But as Thanksgiving approaches and we celebrate the bounty of the harvest, we must also recognize that dangers lurk; that food can cause illness, and that it usually isn't what we thought.
The U.S. Center for Science in the Public Interest's latest report on what foods are most dangerous (yes, the report has significant faults but at least is designed to answer a consumer question -- what should I do) concluded that produce-related foodborne illness was on the rise, blaming "sloppy farm practices," such as the improper use of manure on producefields or using contaminated irrigation water.
Yes, fresh fruits and vegetables are a significant, if not the most significant, source of foodborne illness today in North America. The very characteristic that affords dietary benefit -- fresh -- also creates microbiological risk: Because they are not cooked, anything that comes into contact with fresh fruits and vegetables is a possible source of contamination.
Is the water used for irrigation or rinsing clean or is it loaded with pathogens? Do the workers who collect the produce follow strict hygienic practices such as thorough handwashing? Are the vehicles used to transport fresh produce also used to transport live animals that could be sources of microbial contamination? The possibilities are almost endless. And just last week, the U.S. Food and Drug Administration re-issued a three-year-old warning that children, the elderly and people with weak immune systems should not eat raw or lightly cooked sprouts, because of yet another E. coli outbreak associated with alfalfa sprouts. The FDA is clear: "Those persons who wish to reduce their risk of food-borne illness should not eat raw sprouts."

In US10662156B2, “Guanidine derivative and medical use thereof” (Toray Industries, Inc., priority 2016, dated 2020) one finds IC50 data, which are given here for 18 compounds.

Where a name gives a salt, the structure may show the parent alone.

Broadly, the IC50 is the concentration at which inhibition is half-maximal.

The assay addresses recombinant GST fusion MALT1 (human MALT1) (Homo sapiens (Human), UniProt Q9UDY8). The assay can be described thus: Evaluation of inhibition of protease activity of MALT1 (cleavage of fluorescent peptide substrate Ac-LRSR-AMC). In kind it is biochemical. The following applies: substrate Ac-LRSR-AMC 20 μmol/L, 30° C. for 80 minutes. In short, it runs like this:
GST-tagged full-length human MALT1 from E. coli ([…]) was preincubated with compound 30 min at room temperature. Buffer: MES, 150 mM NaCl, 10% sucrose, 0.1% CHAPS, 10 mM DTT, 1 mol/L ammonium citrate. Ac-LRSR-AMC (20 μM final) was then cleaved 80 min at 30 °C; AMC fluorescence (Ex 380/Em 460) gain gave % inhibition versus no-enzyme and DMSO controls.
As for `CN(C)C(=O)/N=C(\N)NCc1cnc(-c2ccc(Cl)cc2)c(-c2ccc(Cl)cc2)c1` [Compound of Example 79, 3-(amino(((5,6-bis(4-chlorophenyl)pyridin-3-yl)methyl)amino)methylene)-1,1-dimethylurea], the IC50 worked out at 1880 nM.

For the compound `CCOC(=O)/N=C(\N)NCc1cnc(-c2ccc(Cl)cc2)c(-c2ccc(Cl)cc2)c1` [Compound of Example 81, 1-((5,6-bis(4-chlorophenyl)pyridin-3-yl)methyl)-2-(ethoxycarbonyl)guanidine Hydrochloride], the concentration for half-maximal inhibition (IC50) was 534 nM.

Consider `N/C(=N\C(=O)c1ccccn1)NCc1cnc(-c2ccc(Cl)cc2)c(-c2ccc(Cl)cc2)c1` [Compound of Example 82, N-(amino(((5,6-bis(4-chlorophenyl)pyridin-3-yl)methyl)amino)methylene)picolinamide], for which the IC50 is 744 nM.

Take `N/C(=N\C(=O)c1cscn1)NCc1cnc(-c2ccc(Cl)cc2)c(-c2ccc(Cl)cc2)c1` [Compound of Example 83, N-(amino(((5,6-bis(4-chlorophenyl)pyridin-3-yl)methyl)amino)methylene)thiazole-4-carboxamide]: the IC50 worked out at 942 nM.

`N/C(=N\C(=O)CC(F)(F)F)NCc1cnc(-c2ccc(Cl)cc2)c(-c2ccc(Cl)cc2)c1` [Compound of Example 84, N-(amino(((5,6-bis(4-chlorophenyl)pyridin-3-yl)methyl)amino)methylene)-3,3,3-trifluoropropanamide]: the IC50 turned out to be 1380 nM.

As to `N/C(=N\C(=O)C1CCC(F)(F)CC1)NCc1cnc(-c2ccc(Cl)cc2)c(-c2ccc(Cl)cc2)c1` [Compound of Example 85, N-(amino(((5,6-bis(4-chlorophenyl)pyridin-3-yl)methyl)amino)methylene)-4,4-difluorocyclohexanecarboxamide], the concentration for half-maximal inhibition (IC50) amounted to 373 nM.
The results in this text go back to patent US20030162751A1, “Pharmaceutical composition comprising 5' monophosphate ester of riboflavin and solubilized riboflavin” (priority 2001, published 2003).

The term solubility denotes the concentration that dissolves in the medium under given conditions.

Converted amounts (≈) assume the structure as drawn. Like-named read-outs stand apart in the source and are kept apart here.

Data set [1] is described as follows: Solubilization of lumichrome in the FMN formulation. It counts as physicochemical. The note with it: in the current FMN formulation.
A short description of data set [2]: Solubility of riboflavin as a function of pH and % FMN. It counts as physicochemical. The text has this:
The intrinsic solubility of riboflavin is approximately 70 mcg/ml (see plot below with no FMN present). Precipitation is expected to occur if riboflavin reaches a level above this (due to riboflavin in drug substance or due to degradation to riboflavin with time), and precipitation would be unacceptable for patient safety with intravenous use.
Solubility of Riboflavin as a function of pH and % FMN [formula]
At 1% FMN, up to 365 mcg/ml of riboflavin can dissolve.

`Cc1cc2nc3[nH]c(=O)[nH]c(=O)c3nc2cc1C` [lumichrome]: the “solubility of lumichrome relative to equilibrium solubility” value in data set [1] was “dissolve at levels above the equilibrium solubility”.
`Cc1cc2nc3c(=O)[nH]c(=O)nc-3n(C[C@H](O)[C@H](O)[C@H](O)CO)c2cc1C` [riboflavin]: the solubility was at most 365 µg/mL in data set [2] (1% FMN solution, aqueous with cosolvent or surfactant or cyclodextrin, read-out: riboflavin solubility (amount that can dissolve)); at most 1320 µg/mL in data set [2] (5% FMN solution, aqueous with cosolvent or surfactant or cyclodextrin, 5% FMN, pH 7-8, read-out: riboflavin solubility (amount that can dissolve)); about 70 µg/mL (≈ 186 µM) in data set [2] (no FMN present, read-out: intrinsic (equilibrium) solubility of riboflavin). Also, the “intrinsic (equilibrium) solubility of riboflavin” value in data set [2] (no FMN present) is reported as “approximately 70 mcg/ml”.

There are lots of risks out there. Is branding Canada a way to reduce them?
Unlikely.
Forget the top-down bureaucracy, individual groups, like the Ontario Greenhouse Vegetable Growers, will develop, build and maintain food safety credibility if customers demand it. Programs based on putting science into action on the farm and elsewhere, backed up by meaningful, transparent data, wins market access.
Sure, the branding of these programs along with other Canadian initiatives such as Cattle ID program and the Canadian Quality Assurance program for pork can be used to gain market access in the US, but we are only as strong as our weakest link. Branding Canadian food as safe becomes a promise that if broken may have dire consequences. If Canada happens to lose its BSE-free status in the future how will the problem influence produce exports, or conversely, would a salmonella outbreak on fresh fruit, such as the one at the A&P in Bracebridge, Ont. last week, cause a drop in chicken exports? Maybe "Produced in Canada" should remain with hockey, has-been singers and low budget movies.
But by all means, individuals and groups should continue -- as they always have -- to enter the international arena and come out winners.

Ben Chapman is a graduate student with the Food Safety Network at the University of Guelph bchapman@uoguelph.ca
519-829-6476